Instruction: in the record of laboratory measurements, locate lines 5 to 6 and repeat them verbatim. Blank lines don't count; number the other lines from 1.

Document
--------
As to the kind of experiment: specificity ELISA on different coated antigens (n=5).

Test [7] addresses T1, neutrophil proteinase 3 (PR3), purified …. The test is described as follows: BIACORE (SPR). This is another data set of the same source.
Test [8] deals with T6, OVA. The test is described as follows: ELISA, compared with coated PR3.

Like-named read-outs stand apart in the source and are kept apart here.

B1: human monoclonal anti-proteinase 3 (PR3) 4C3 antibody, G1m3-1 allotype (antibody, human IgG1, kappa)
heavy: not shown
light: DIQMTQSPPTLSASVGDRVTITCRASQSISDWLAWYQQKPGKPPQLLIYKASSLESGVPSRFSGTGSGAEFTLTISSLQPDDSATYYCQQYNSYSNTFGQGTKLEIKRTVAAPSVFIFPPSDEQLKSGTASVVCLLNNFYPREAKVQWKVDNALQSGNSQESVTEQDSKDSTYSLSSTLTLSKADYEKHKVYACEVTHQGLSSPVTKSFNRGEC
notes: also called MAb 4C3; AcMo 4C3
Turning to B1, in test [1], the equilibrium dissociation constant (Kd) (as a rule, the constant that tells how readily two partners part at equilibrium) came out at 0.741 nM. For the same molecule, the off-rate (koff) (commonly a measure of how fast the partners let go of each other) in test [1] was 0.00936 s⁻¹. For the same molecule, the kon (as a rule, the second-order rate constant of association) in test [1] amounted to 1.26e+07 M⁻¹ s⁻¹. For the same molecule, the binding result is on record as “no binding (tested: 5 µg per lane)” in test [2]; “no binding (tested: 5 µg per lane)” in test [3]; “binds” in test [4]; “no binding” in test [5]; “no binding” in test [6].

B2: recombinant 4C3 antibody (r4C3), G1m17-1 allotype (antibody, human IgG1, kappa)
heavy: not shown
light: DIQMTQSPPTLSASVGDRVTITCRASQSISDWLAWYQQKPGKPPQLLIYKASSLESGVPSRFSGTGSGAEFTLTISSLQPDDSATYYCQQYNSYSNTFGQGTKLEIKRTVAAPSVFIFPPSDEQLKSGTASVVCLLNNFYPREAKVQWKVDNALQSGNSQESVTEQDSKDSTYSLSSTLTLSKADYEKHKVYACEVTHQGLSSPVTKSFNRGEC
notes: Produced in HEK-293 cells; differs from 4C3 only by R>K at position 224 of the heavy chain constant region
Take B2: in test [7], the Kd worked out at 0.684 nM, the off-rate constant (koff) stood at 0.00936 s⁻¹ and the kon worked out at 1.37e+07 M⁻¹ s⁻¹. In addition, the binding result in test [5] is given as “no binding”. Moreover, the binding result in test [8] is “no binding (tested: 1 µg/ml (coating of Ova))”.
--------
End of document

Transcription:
B1: human monoclonal anti-proteinase 3 (PR3) 4C3 antibody, G1m3-1 allotype (antibody, human IgG1, kappa)
heavy: not shown